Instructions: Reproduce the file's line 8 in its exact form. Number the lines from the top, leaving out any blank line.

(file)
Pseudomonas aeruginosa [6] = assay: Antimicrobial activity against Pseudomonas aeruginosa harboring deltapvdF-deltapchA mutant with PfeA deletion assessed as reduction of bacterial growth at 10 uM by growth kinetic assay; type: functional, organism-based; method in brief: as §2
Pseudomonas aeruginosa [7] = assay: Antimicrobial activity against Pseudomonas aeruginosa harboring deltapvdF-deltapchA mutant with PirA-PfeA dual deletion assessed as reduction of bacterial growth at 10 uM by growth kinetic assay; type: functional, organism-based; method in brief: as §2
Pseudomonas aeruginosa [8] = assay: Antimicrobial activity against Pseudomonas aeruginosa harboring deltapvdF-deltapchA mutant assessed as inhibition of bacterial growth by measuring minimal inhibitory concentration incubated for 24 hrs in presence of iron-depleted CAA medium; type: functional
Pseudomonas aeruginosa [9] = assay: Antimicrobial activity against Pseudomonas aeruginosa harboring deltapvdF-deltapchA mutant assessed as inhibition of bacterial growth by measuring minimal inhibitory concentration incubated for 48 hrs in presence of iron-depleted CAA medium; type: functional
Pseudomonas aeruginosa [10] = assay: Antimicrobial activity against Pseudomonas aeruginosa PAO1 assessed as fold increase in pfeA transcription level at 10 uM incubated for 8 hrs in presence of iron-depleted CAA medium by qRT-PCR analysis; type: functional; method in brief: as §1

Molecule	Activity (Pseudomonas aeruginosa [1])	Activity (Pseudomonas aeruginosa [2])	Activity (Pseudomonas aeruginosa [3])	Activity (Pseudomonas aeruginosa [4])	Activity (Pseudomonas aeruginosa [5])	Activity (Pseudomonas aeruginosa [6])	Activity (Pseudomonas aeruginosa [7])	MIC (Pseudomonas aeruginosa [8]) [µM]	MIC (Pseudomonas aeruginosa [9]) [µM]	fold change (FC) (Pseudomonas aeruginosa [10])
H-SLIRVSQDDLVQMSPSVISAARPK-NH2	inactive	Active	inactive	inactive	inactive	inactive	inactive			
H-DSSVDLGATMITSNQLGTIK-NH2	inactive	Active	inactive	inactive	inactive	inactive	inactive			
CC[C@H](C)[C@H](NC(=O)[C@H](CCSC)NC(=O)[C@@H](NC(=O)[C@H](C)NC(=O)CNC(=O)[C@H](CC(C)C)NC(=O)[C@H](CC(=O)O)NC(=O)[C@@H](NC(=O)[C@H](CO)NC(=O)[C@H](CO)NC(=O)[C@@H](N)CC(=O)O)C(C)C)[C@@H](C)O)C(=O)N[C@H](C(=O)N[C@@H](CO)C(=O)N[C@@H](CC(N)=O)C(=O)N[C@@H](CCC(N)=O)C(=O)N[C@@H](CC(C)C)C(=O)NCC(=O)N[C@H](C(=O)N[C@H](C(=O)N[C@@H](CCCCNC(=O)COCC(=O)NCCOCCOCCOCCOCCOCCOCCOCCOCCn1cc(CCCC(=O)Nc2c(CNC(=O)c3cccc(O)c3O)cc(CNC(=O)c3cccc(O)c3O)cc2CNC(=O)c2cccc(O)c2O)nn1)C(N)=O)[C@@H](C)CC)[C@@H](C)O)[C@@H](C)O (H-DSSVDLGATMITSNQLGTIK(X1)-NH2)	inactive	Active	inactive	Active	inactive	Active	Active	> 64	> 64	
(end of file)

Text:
H-DSSVDLGATMITSNQLGTIK-NH2	inactive	Active	inactive	inactive	inactive	inactive	inactive			